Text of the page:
No, you can’t rehabilitate
Interesting business in the Scottish Parliament recently. Alison Mcinnes (Liberal-Democrat) MSP and Patrick Harvie (Green) MSP tabled a motion asking for low-level convicted prisoners the right to vote in the 2014 Independence Referendum.
In an impassioned speech in the Scottish Parliament, Patrick Harvie based his argument of enfranchising prisoners on three points about the purpose of prisons;
- They protect the public from offenders
They punish offenders.
They are a means of rehabilitating offenders.
As Mr Harvie pointed out, taking the vote away from offenders does not serve the purpose of protecting the public.
Nor is it really a means of punishment; to claim that it is suggests that the right to vote is a privilege which can be taken away from society by the establishment.
The real problem with disenfranchising prisoners however is that it does nothing to rehabilitate offenders back into society.
When we take the vote away from a convicted prisoner, just what are we saying to that individual? We tell them that we wish them to rehabilitate, to be good citizen and a useful part of society. And in saying that, we remove from them one of the most basic means of participating within a democratic society.
As Patrick Harvie stated, voting is not a privilege, it is a human right. And as Alison Mcinnes stated continuing to disenfranchise prisoners sends the message that they are further isolated and society has given up on them.
The motion was also supported by that doyen of Scottish politicians, the fantastic Margo Macdonald (independent) MSP.
The motion called for convicted offenders sentenced up to four years imprisonment to be enfranchised. I for one do not think that is an unreasonable request. Unfortunately the sitting Scottish National Party administration in Holyrood think otherwise and with held with the Labour and Conservative members, the motion was defeated. I personally feel that Scotland has missed a golden opportunity to show how we can be a forward-thinking and all-inclusive modern society.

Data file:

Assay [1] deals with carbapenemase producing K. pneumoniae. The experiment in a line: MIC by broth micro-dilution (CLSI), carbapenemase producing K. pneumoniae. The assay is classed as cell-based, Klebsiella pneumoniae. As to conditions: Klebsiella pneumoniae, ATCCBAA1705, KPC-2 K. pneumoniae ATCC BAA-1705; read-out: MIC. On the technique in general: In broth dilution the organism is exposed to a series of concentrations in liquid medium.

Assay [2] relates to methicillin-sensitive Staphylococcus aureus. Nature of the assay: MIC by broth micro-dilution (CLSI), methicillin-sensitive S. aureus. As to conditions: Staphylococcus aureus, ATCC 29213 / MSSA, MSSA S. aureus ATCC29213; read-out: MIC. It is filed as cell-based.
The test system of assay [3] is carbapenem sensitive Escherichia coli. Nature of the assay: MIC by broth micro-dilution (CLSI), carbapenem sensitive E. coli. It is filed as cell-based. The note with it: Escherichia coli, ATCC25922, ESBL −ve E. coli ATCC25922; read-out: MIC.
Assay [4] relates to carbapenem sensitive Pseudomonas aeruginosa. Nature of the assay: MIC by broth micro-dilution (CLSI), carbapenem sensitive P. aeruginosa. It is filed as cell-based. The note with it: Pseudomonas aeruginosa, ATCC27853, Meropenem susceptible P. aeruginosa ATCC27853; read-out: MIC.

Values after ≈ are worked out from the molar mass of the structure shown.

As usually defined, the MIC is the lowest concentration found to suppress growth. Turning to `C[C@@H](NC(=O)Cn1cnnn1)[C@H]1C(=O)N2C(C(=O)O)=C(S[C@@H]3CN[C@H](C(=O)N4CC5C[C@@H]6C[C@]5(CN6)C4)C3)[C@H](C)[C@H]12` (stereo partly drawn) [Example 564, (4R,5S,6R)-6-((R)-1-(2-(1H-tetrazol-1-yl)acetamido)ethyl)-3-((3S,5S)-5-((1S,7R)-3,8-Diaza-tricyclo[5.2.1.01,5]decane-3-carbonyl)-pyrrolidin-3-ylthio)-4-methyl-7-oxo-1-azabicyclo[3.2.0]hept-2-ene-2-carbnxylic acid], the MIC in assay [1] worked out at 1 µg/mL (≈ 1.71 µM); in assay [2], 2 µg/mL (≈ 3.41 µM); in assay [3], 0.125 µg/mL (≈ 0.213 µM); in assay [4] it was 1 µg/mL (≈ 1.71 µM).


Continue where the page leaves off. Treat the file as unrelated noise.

Of the 28 member states of the European Union no fewer than 18, the vast majority of them, allow the enfranchisement of convicted prisoners in one form or others. France in particular only removes the vote as an extra measure as it is recognised that it is taking a right away.
The problem seems to be that people see prison primarily as a place of punishment. During the debate in the Scottish Parliament, those opposing brought up the fears of violent offenders and recidivist housebreakers being enfranchised. That was never the case. A rapist or a habitual burglar is not the same as someone who has been jailed for breaking licence or for non-payment of fines following being convicted of shoplifting – and there are plenty of those in Scotland’s only all-woman prison, Cornton Vale; too many as a matter of fact.
Many of those who find themselves imprisoned have already become isolated and given up upon by society. If we wish them to become useful members of society, then prisons must be first and foremost be seen as a place of rehabilitation. We do not achieve that by effectively telling them that they are not members of society, which disenfranchising them for what really are breadcrumb sins.
Not only should we be enfranchising low-level offenders for the Scottish Independence Referendum, we should be doing it for all forms of elections. If these people, particularly young prisoners, are frustrated, I for one want them to voice their opinion. More than that, it is a fundamental human right that they should be allowed to do so.
I have no doubt the vast majority of society will disagree with me. Well the vast majority of society would happily bring back hanging. The vast majority would feed prisoners bread and water and return to the days of slopping out. The vast majority of society do not want rehabilitation of prisoners, they merely seek retribution. Prisoners are human beings, just like you and I, and thankfully we do not live in a “lock-them-up-and-throw-away-the-key” society and nor should we. History has proven that the only way to reach offenders is to engage with them. And the only way that prisoners can ever rehabilitate is to engage with society, with the right to vote being one of societies most basic principles.